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A wavelet is a mathematical function used in compression of images and digital signal processing. It is in fact a basis function that can be isolated with respect to frequency/wavenumber and time/spatial location. Compressed images using wavelet technology are smaller in size than JPEG images and can be easily transmitted and downloaded over networks at faster speeds. Wavelet technology is used in image compression, signal compression and video compression.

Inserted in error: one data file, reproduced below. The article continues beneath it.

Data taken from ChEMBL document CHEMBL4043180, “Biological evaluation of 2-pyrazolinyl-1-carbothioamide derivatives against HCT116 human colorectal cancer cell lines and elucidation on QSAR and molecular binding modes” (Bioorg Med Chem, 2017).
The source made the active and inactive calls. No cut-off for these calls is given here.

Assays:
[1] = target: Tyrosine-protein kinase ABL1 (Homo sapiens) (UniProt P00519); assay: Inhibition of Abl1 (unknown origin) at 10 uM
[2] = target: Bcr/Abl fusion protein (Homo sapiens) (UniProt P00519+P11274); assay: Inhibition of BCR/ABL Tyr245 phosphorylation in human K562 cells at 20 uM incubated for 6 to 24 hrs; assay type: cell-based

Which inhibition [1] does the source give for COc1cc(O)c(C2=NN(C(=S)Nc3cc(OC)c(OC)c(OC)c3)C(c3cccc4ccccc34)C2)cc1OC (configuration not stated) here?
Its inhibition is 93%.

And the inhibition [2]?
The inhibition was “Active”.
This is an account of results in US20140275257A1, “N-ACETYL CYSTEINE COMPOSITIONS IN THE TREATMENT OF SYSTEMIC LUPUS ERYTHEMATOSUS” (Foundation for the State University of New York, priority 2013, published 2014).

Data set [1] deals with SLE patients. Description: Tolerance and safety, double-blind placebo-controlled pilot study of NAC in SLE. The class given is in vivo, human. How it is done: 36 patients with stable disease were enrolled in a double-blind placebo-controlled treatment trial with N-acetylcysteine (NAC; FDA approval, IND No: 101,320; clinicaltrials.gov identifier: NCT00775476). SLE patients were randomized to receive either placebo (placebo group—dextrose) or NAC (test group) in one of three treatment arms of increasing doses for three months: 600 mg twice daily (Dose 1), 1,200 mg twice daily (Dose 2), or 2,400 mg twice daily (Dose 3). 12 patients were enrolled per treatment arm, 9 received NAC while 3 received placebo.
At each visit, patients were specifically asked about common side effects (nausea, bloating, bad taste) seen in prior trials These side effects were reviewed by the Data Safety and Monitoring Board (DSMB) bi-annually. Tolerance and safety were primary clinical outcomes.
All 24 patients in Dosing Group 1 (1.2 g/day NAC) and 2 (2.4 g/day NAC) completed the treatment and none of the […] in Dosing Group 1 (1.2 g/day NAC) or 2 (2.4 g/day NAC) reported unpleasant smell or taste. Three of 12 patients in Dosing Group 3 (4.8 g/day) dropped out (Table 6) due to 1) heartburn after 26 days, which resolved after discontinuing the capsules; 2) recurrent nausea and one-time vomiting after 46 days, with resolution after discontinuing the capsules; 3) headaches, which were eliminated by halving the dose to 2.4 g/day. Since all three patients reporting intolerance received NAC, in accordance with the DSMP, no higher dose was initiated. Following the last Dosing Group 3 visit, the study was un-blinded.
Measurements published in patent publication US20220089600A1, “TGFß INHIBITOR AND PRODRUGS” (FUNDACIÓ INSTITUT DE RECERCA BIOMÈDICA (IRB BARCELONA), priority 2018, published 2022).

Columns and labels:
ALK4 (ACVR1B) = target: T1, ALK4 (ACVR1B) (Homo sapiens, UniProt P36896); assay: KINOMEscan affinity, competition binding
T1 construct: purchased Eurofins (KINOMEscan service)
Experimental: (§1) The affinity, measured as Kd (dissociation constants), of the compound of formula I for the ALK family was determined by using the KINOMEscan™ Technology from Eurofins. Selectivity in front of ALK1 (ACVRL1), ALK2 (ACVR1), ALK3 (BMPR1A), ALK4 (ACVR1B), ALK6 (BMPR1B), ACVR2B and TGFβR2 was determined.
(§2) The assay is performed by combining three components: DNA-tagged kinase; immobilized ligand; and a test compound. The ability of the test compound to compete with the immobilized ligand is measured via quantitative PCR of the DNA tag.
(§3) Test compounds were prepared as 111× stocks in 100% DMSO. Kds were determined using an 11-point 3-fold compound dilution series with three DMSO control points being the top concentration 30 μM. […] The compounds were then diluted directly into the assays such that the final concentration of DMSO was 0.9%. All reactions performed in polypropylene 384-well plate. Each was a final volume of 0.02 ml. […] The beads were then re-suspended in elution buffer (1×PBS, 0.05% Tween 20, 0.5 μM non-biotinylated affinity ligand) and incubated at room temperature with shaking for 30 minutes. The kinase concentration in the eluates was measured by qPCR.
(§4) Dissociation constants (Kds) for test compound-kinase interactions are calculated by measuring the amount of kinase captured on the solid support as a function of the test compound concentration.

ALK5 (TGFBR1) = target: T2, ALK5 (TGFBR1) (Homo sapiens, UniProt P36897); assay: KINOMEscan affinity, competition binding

Wavelet technology is capable of compressing color images and grayscale images by a factor of five. Every wavelet has a characteristic scale and position. WIF is the extension for a wavelet compressed image file. Wavelet technology works by analyzing an image and dismantling it into a set of mathematical expressions, which can be sent to and decoded by the receiver. A wavelet transform differs from the Fourier transform by the fact that the wavelet transform considers time as well as frequency information, unlike the Fourier transform which considers only frequency information. A wavelet is capable of solving some of the inherent problems involved in Fourier analysis, such as establishing the relationship of the Fourier coefficients to the local or global behavior of the function. Wavelet technology is known for being not infinitely differentiable and for losing spectral accuracy when computing derivatives.